Network like crazy. Networking is important, super important, and as it turns out, it’s also rather fun! Networking isn’t just a way to find new job opportunities, but it opens up the possibility of learning from other peoples’ experiences. By choosing to network I’m opening myself up to a whole wealth of knowledge. People have a lot to offer and I need to seek out what they can teach me. This way, I’ll be a better librarian and a better person from it.

Everyone has their own path to follow.  My own individual journey will be different from everyone else’s. I can learn from them, but I shouldn’t let anyone else’s experiences dictate how my own path pans out. Instead I should relish that I’m different and let my own individual path be a reflection of who I am as a person.

I’m sad NLS6 is over, but I’m so very glad I impulsively chose to go. I learnt so much and met so many wonderful people who encouraged me and inspired me to keep moving forward. This really was the perfect start to the year, it inspired me to go forward into the job hunt and BE BOLD (with bananas)*.

*Note: Be bold with bananas is a reference to one of the conference sessions, for further information I would suggest twitter #beboldwithbananas…you’re welcome.

 

 

 February 20, 2013  Posted by at 11:00 am get involved, your nls6 Tagged with: , , , ,  No Responses »
Feb 192013
 

I didn’t just do my job….I did my job right       Jenica Rogers @ the final keynote of NLS6

Of all the fabulous speakers I listened to over NLS6, it is this statement by Jenica Rogers that has stayed with me in the time that has passed since the conference finished. While I am still an LIS student I also have a day job and the simplicity of this idea, of doing my job right, really struck a chord. Am I just doing my job at work and in my study? Or am I doing my work and study “right”? Upon reflection, I think there is always room for improvement. It’s a matter of being aware, of questioning the way I go about my decision making and problem solving, whether working or studying, and being honest as to whether I am doing a job I can be proud of or whether I am just going through the motions. This was definitely a consciousness raising moment for me and will continue to be so as I move forward in 2013.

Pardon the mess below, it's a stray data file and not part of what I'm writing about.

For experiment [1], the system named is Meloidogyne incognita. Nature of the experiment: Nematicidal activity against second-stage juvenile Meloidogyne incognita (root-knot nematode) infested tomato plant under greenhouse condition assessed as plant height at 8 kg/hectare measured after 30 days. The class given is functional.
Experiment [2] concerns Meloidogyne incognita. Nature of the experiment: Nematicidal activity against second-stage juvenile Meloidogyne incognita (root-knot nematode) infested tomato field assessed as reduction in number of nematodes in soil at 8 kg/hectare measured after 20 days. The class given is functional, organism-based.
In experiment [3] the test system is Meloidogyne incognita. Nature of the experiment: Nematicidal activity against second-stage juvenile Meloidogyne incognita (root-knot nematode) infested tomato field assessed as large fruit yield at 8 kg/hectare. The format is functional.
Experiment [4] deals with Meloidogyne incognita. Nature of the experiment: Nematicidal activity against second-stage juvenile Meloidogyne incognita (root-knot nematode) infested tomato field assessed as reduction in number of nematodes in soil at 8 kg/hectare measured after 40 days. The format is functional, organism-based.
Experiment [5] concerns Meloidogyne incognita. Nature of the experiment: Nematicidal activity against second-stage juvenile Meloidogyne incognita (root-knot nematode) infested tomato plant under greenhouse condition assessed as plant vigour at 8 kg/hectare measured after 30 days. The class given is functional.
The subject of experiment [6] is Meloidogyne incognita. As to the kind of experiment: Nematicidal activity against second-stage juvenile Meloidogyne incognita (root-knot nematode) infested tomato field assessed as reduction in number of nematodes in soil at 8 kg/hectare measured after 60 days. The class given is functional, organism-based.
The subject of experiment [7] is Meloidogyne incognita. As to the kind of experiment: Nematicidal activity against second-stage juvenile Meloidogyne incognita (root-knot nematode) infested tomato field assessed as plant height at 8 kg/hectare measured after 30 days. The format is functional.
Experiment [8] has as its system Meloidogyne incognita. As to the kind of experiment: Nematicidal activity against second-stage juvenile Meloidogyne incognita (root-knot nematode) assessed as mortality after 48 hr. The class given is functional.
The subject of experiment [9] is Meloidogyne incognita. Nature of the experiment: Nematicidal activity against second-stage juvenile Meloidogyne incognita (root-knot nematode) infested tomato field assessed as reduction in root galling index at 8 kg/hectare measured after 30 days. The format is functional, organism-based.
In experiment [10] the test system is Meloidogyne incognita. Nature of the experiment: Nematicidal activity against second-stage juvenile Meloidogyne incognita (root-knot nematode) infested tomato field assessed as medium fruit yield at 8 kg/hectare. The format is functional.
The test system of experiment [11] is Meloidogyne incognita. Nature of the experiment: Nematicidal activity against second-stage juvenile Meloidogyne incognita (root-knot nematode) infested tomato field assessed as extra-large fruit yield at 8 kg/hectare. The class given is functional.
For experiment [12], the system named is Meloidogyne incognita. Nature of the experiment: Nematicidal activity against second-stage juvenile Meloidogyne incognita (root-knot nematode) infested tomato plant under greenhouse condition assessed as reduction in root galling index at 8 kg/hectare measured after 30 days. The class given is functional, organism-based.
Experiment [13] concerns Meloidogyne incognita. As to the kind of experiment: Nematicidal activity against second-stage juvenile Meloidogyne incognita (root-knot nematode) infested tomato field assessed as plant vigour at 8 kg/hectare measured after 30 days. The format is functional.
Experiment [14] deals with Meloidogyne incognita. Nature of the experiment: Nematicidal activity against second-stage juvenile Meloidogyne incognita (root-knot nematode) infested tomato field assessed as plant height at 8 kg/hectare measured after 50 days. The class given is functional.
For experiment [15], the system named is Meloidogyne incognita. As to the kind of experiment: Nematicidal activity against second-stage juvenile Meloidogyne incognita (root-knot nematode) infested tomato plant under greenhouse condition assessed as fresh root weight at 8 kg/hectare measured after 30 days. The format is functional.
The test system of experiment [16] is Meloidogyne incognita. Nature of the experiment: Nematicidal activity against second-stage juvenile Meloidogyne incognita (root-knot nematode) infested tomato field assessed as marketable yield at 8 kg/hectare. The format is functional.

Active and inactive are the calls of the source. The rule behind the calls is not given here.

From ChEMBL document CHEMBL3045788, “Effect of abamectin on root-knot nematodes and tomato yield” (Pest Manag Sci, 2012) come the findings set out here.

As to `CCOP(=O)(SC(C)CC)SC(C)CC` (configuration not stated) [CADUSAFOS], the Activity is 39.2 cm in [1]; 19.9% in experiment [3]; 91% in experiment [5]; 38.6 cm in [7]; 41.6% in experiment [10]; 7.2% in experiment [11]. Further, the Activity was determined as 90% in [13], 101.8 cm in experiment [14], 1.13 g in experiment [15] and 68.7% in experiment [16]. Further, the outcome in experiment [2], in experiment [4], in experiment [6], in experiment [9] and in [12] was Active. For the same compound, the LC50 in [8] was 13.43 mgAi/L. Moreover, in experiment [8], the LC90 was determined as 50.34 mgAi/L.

There were plenty of other inspirational moments. Ellen Broad’s amazing workshop on copyright in our swiftly changing digital landscape was not just impressive because of her ability to impart gallons of relevant, thought-provoking information. It also meant I can no longer look at any image anywhere and wonder whether there is a copyright infringement happening. If that isn’t a consciousness-raising exercise then I don’t know what is. Similarly, Sue Gardner’s elegant keynote on Wikimedia and the responsibility we have as future LIS professionals to create the Wikipedia we deserve again made me reflect on how much responsibility I actually take for the circulation of information and the creation of knowledge. I returned to my day job and talked the ears off anyone who would listen about the value of Wikipedia and its underlying philosophy of social justice and access to information for all. Once again, something that hadn’t been on my radar was now front and centre. I resolved to explore the possibility of becoming a Wikipedian. Consciousness. Raised.

Apart from the speakers and their presentations there was one other aspect of NLS6 that struck me. Warmth. Now, those of you who attended will know I’m not talking about the temperature in the lecture theatres. That was icy and I was glad I took a cardigan. But the people – from the delegates, to the speakers, to the amazingly hard-working organizing committee – managed to create an atmosphere so welcoming it was almost overwhelming. Meeting and talking with people face to face, most of whom I had only interacted with online, was a privilege and a joy. And even though I’m not yet working in the LIS sector, I felt a sense of belonging that I haven’t experienced for some time. As a result I returned to my daily life resolved to work hard at my studies and to be braver in my personal and professional life. In short, at NLS6 I found the inspiration that I had been looking for to make a concerted effort to start doing things “right”.

 February 19, 2013  Posted by at 11:00 am get involved, your nls6 Tagged with: , , , ,  No Responses »